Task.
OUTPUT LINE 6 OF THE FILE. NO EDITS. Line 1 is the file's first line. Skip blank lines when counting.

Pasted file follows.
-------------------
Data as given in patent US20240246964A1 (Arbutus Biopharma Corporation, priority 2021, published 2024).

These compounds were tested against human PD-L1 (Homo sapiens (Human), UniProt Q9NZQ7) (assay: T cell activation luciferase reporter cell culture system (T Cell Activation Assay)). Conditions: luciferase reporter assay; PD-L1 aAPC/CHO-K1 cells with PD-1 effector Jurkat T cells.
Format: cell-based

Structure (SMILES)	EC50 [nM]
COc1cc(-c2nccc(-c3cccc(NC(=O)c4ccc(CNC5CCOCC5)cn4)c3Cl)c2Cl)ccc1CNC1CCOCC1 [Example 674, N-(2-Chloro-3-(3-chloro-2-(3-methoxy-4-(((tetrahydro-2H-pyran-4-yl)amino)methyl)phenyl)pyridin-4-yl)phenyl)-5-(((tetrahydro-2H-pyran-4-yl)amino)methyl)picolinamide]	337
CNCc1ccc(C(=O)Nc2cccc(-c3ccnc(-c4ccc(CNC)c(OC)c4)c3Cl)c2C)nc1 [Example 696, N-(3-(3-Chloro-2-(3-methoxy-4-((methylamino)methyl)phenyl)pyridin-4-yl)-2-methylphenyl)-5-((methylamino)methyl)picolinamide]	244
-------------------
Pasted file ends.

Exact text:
CNCc1ccc(C(=O)Nc2cccc(-c3ccnc(-c4ccc(CNC)c(OC)c4)c3Cl)c2C)nc1 [Example 696, N-(3-(3-Chloro-2-(3-methoxy-4-((methylamino)methyl)phenyl)pyridin-4-yl)-2-methylphenyl)-5-((methylamino)methyl)picolinamide]	244